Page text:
Updated: Sep 7
Relationships are extremely important to our well-being as humans. But relationships are complex. No one is born knowing how to have healthy relationships, and most of us were never taught as children.
As adults, you can learn relational skills, heal from old wounds, and start to create relationships that lift you up. Learning how to set and enforce healthy boundaries with others is a key relational skill that will dramatically improve your relationships and your sense of self-worth.
A boundary is a point at which you can no longer tolerate something the other person does and still feel good about yourself and at ease in the relationship. When a boundary is violated, the result is a consequence that teaches the other person that the behavior is not acceptable. Setting a boundary is not just telling your partner how you feel about something. Boundaries have consequences. When they don’t, you teach people the behavior is acceptable.
Often, when a boundary is crossed, people get angry but don’t know what to do beyond that. They end up repeating what they need and being disappointed. Without any consequences—yelling doesn’t count—you are giving the person permission to continue to do the undesired behavior. Essentially, there are no real consequences for them.
In addition, you’re giving your power to the other person and falsely believing there’s nothing you can do. That belief is a self-esteem killer. We teach people how to treat us.
Consequences are a way to make sure the other person can’t continue to treat you in a way that you find unacceptable. The consequences I am referring to are not a punishment. They are an act of self-love and self-care.
If you want to be in a relationship with someone, but they are not respecting certain boundaries, you have a couple of choices. You can continue in the same pattern as before, but you’ll stay stuck and hurt if you do. Or you can begin to take action, and that person will either change the behavior, or it will become clear that they are not able to meet your needs. In that case, you know for certain that person isn’t your forever, and you can find someone who is.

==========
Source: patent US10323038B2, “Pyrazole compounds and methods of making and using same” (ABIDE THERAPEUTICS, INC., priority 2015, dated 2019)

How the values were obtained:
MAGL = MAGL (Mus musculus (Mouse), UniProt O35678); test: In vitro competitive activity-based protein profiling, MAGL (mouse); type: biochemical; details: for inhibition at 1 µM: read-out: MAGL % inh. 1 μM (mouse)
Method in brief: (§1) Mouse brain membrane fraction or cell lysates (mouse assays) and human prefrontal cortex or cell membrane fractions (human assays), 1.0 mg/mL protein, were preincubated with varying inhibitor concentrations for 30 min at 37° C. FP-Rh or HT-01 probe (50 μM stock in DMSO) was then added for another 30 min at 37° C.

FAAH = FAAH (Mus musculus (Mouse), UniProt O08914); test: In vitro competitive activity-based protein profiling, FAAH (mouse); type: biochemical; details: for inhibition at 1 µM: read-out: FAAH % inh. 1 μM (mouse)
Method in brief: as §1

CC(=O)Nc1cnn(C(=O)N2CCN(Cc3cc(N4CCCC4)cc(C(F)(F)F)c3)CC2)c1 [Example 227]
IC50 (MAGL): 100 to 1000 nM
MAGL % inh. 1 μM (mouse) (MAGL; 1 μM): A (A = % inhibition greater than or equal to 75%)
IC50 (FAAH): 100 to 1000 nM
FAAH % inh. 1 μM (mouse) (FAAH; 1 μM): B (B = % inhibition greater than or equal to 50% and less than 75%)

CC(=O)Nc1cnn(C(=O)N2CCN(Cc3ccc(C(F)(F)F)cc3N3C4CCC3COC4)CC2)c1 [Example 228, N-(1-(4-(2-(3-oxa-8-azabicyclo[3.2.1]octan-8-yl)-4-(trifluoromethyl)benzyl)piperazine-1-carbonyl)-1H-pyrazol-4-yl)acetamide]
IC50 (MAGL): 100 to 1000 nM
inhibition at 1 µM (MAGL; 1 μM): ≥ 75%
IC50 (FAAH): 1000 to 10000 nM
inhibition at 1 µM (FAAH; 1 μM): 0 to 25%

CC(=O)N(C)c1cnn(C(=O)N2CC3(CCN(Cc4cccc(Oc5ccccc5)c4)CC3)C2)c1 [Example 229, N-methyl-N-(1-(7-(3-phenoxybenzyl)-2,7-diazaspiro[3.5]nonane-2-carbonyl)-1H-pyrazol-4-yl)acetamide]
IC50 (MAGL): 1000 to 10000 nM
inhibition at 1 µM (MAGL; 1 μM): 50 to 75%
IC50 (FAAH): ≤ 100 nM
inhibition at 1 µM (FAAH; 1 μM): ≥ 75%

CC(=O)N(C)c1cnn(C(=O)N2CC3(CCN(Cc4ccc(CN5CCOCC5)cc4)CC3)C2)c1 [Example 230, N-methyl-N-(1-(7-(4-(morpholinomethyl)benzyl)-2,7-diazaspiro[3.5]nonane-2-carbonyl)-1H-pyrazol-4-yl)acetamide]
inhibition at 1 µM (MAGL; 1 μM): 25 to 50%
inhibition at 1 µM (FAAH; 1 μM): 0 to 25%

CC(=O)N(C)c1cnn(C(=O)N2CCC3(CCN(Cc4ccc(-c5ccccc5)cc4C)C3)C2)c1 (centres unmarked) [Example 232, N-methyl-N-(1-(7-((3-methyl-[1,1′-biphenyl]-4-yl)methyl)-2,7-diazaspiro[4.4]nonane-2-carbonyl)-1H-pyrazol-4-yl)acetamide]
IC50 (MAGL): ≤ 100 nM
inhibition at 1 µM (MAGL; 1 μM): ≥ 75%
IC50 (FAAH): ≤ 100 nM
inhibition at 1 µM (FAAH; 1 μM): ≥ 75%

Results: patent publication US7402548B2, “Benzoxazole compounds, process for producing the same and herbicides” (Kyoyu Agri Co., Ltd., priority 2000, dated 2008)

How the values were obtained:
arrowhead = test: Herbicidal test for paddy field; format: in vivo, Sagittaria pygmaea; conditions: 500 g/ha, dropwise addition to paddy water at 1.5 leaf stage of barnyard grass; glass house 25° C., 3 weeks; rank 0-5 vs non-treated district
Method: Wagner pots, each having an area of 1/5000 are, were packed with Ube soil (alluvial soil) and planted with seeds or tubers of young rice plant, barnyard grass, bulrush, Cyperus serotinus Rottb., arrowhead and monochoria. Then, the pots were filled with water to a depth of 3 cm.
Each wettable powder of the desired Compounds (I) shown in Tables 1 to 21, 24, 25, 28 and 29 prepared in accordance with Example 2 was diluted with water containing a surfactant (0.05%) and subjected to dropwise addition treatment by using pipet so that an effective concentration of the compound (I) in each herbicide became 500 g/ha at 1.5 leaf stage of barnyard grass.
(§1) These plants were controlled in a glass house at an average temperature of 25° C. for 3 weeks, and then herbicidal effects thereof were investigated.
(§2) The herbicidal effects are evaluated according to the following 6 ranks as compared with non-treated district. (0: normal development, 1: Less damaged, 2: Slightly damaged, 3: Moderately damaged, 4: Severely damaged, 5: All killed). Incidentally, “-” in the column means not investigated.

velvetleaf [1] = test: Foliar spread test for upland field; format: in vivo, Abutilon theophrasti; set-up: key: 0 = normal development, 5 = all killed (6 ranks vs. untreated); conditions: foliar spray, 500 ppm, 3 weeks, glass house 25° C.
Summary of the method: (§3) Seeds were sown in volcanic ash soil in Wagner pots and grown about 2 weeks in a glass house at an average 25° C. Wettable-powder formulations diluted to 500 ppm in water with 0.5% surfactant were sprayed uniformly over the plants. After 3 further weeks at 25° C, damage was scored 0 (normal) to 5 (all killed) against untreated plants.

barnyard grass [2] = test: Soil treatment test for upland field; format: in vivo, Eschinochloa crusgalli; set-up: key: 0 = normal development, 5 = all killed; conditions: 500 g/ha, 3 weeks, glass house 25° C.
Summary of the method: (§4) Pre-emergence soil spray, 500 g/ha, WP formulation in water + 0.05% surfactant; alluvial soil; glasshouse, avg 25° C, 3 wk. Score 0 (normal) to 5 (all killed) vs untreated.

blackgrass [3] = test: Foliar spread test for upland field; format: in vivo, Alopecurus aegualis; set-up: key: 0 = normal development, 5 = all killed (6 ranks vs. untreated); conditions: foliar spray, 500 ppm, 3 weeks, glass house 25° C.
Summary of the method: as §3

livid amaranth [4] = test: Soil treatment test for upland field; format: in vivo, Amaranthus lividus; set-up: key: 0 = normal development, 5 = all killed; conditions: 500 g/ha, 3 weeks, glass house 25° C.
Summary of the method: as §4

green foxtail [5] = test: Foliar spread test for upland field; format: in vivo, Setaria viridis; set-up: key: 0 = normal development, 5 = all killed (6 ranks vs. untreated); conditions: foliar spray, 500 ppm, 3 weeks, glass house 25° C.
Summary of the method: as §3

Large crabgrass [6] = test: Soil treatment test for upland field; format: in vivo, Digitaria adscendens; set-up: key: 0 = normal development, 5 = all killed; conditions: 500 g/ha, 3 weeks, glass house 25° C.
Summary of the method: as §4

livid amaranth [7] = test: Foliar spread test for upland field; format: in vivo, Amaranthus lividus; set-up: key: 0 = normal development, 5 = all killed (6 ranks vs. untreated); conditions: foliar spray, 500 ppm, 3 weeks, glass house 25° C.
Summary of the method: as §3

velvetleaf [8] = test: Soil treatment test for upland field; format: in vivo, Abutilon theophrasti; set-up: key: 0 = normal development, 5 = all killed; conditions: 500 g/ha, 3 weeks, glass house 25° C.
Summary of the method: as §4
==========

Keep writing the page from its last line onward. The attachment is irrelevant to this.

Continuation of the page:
The following tips will guide you in setting boundaries and enforcing consequences, so you can create the relationships you long for:
1. Feel your feelings. To know what your boundaries are, you need to feel your feelings, trust them, and use them as a guide.
For example, anger indicates that a boundary has been crossed. Another example is anxiety, which indicates that you are not comfortable with something. Joy and love, for example, indicate that your boundaries are being respected. Strengthening your mind-body connection will support you in feeling your feelings, trusting them, and using them to guide you.
2. Take action. When you set a boundary, it should be clear that you’re communicating what you need in order to be in the relationship. You’re communicating that when the boundary is crossed, you no longer feel safe, loved, and respected, and you have to take action to take care of yourself.
This may mean taking time away from your partner, limiting the amount of time with them, lessening what topics you’re willing to engage in, or, at its most extreme, ending the relationship. What you need to do to take care of yourself depends on the boundary and its meaning for you.
3. Take ownership. Boundaries are yours to set and hold. You decide what you need and what you want to do if you’re not being treated the way you want to be.
No one else can decide what is acceptable to you besides you. If someone isn’t respecting your boundaries, you don’t have to wait helplessly until they do. You can take action to take care of yourself. You have more power than you realize, but you have to stop blaming others and start taking ownership of your life.
We, as humans, will do a lot to hold onto our attachments. It’s not easy to let people go. It’s scary to set boundaries and risk that people will leave.
Rather than accepting that someone doesn’t respect what you need and moving on, people will often soften their boundaries to stay in the relationship. This will allow the relationship to continue, but it will not be a fulfilling relationship. If you’ve set consequences for violating your boundaries and the behavior hasn’t stopped, you may have to accept that the relationship isn’t going to work for you.
Boundaries are a skill worth learning and practicing, and a journey of self-discovery and growth worth pursuing.